As of this week, Pennsylvanian poker players have enjoyed one year of fully regulated and legal poker. With that landmark we can look back and make some assessment of how the reintroduction of poker has gone.
The first (and as yet only) Pennsylvanian poker site went live last November, and did so to a certain degree of skepticism. Despite previous rumors to the contrary, PA went with a segregated player pool.
Pennsylvania’s 12.8 million residents might make it the 5th most populous of the United States, but that’s still only about 1.5 times the population of either New York or London. And one can imagine there aren’t too many online players among the Pennsylvania Dutch. No one wanted to carve up an already small pie with a branding giant like PokerStars. So Stars had the run of the place.
Stars didn’t get complacent though. They put on plenty of large scale tournament series to keep interest up, including the PASCOOP and the PACOOP (PA only editions of the SCOOP and the WCOOP), and an upcoming Anniversary series.
The PACOOP alone had 50 events and over $1.5 million in prizes.
Though all of this was just publicity, the real money was in the raked cash games and the day to day MTT/STT trade.
Death and taxes
PokerStarsPA has thrived. In their first year of operations, they made revenues of $35 million. $4.9 million of that was coughed up as state tax. An additional $700k (2% of revenues) went to a “Local Share Assessment,” meaning the people of Pennsylvania did pretty well in the deal too.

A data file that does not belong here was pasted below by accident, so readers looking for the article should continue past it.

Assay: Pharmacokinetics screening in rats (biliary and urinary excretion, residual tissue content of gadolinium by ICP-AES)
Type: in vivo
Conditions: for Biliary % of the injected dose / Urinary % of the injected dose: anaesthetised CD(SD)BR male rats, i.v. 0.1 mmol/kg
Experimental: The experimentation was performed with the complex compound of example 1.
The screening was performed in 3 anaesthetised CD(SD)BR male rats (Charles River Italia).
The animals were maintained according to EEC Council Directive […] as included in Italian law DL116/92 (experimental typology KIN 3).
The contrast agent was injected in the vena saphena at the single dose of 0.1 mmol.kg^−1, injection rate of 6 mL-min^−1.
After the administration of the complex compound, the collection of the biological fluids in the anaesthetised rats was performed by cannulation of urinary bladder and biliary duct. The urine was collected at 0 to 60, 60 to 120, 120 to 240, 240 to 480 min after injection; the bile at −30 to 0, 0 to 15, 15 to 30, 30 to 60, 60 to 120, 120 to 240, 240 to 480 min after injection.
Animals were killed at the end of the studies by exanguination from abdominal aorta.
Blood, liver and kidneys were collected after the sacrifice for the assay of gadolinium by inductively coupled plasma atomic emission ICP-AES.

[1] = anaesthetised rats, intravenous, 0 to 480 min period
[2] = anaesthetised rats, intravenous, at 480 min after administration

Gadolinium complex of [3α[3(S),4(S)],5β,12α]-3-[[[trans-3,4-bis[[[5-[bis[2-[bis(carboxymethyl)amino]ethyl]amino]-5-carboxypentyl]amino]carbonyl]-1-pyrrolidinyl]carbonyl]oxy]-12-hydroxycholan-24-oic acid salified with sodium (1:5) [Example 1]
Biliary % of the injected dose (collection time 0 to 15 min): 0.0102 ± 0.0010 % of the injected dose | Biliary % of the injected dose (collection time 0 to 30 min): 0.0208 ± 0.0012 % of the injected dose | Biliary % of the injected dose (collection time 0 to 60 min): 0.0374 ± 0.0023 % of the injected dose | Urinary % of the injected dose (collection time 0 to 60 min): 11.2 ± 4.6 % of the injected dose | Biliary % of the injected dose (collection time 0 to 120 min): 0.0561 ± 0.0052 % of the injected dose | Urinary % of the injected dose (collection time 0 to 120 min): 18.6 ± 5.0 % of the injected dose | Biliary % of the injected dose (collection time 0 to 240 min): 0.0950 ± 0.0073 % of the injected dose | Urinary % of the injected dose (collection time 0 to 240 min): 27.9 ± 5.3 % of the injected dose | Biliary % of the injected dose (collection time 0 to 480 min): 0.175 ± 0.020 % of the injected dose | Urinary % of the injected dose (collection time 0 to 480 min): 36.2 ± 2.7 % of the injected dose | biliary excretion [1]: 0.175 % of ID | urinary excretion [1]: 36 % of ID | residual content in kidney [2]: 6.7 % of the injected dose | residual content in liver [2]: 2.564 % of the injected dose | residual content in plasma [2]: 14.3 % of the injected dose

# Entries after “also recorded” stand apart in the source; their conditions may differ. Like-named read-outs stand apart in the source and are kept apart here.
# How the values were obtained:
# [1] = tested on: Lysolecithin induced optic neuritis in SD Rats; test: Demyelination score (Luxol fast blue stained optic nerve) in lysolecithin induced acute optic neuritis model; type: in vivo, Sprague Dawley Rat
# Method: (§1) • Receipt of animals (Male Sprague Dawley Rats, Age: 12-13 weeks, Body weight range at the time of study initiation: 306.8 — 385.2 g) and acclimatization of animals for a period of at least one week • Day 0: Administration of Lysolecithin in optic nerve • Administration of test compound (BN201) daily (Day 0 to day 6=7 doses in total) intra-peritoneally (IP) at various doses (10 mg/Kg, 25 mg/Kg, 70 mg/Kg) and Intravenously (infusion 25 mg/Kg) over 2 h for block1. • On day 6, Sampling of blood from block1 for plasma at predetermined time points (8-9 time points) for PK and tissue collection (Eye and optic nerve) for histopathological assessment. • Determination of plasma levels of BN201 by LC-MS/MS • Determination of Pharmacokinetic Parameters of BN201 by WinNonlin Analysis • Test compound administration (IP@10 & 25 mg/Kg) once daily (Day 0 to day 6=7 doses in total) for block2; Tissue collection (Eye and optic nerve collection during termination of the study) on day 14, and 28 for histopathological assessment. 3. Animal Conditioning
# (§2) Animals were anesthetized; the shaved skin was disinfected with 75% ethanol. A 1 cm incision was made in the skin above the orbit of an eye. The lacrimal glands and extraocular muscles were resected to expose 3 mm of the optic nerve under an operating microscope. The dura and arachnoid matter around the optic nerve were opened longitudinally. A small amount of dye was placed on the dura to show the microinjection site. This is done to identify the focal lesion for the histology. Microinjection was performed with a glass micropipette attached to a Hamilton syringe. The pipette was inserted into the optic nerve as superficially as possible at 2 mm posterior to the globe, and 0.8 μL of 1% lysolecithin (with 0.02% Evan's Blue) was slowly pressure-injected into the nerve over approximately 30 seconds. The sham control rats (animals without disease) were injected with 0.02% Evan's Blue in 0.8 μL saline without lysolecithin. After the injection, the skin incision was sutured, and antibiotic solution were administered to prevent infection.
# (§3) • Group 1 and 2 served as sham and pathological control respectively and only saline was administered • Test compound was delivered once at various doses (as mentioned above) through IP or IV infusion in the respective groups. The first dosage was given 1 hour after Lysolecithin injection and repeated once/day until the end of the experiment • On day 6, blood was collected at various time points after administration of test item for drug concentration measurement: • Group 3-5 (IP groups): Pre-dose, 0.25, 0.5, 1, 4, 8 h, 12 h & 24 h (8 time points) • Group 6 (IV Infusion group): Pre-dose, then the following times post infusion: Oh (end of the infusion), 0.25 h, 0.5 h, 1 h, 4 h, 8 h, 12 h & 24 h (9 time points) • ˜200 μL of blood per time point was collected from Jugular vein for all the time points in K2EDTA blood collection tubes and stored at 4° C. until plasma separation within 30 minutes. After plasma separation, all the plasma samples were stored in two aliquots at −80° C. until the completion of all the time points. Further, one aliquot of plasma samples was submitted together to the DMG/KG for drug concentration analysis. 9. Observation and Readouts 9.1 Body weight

As well as a lack of competition online, Stars also enjoy a relative dearth of live competitors.
There are just two brick and mortar resort-casinos in the Keystone State. Though gamblers can play some table games or slots at the ten licensed racino complexes and small stand-alone sites. The number of these places that spread live poker is lower still.
If you don’t want to fly or drive up to Atlantic City, then as a poker player you’re faced with Hobson’s choice. And that was before COVID came along and really upped the stakes of going to a crowded place like a casino.
Having settled into their new role regulating online poker, the Pennsylvania Gaming Control Board might well revisit the idea of shared player pools now.
They were initially reluctant. But after a year that the PGCB has described as smooth, they might be more willing to brave the regulatory complications of letting players compete with the New Jersey and Nevadan pools. Especially considering that their own player pool is likely to take a hit as COVID starts to come under control.
This might tempt more sites into PA. But it would also mean giving PokerStars an edge as they bring their PA players into the wider market in one short sharp shock.
It could leave the competition struggling to catch up.
Featured Image Source: Flickr